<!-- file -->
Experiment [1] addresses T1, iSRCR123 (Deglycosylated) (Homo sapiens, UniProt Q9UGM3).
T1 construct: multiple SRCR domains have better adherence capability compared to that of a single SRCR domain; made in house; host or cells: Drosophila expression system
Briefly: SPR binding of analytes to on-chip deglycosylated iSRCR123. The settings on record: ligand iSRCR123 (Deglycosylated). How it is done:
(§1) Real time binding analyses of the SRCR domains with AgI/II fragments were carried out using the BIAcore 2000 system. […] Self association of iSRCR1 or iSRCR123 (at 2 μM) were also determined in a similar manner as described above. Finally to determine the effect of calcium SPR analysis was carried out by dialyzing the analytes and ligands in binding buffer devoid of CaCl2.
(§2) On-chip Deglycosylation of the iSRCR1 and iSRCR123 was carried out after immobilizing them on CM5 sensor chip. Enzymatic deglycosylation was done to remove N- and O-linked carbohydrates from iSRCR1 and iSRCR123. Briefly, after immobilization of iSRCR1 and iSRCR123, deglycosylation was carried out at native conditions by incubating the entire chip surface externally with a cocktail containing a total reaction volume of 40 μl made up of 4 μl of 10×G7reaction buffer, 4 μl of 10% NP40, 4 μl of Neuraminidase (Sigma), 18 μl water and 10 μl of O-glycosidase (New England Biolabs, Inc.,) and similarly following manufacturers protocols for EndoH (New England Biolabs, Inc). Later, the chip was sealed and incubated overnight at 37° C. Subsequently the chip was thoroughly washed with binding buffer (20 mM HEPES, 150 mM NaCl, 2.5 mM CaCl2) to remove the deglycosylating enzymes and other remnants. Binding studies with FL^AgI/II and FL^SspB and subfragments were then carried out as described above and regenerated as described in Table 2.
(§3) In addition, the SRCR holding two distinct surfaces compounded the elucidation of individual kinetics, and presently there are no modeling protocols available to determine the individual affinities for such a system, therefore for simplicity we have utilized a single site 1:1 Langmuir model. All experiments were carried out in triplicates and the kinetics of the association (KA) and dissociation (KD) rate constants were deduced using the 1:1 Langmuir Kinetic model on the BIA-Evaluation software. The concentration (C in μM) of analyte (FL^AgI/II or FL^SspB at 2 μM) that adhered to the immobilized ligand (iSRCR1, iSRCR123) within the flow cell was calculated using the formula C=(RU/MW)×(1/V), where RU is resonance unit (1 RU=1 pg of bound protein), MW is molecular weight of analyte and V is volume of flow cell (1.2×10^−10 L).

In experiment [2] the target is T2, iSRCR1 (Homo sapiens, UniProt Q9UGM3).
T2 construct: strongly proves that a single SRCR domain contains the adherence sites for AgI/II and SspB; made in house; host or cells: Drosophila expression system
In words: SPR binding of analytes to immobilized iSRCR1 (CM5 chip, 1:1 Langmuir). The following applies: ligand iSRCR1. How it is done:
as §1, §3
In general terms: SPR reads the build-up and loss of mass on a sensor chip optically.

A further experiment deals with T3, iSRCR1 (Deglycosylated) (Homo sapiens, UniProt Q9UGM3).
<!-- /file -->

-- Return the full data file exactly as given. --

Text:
Experiment [1] addresses T1, iSRCR123 (Deglycosylated) (Homo sapiens, UniProt Q9UGM3).
T1 construct: multiple SRCR domains have better adherence capability compared to that of a single SRCR domain; made in house; host or cells: Drosophila expression system
Briefly: SPR binding of analytes to on-chip deglycosylated iSRCR123. The settings on record: ligand iSRCR123 (Deglycosylated). How it is done:
(§1) Real time binding analyses of the SRCR domains with AgI/II fragments were carried out using the BIAcore 2000 system. […] Self association of iSRCR1 or iSRCR123 (at 2 μM) were also determined in a similar manner as described above. Finally to determine the effect of calcium SPR analysis was carried out by dialyzing the analytes and ligands in binding buffer devoid of CaCl2.
(§2) On-chip Deglycosylation of the iSRCR1 and iSRCR123 was carried out after immobilizing them on CM5 sensor chip. Enzymatic deglycosylation was done to remove N- and O-linked carbohydrates from iSRCR1 and iSRCR123. Briefly, after immobilization of iSRCR1 and iSRCR123, deglycosylation was carried out at native conditions by incubating the entire chip surface externally with a cocktail containing a total reaction volume of 40 μl made up of 4 μl of 10×G7reaction buffer, 4 μl of 10% NP40, 4 μl of Neuraminidase (Sigma), 18 μl water and 10 μl of O-glycosidase (New England Biolabs, Inc.,) and similarly following manufacturers protocols for EndoH (New England Biolabs, Inc). Later, the chip was sealed and incubated overnight at 37° C. Subsequently the chip was thoroughly washed with binding buffer (20 mM HEPES, 150 mM NaCl, 2.5 mM CaCl2) to remove the deglycosylating enzymes and other remnants. Binding studies with FL^AgI/II and FL^SspB and subfragments were then carried out as described above and regenerated as described in Table 2.
(§3) In addition, the SRCR holding two distinct surfaces compounded the elucidation of individual kinetics, and presently there are no modeling protocols available to determine the individual affinities for such a system, therefore for simplicity we have utilized a single site 1:1 Langmuir model. All experiments were carried out in triplicates and the kinetics of the association (KA) and dissociation (KD) rate constants were deduced using the 1:1 Langmuir Kinetic model on the BIA-Evaluation software. The concentration (C in μM) of analyte (FL^AgI/II or FL^SspB at 2 μM) that adhered to the immobilized ligand (iSRCR1, iSRCR123) within the flow cell was calculated using the formula C=(RU/MW)×(1/V), where RU is resonance unit (1 RU=1 pg of bound protein), MW is molecular weight of analyte and V is volume of flow cell (1.2×10^−10 L).

In experiment [2] the target is T2, iSRCR1 (Homo sapiens, UniProt Q9UGM3).
T2 construct: strongly proves that a single SRCR domain contains the adherence sites for AgI/II and SspB; made in house; host or cells: Drosophila expression system
In words: SPR binding of analytes to immobilized iSRCR1 (CM5 chip, 1:1 Langmuir). The following applies: ligand iSRCR1. How it is done:
as §1, §3
In general terms: SPR reads the build-up and loss of mass on a sensor chip optically.

A further experiment deals with T3, iSRCR1 (Deglycosylated) (Homo sapiens, UniProt Q9UGM3).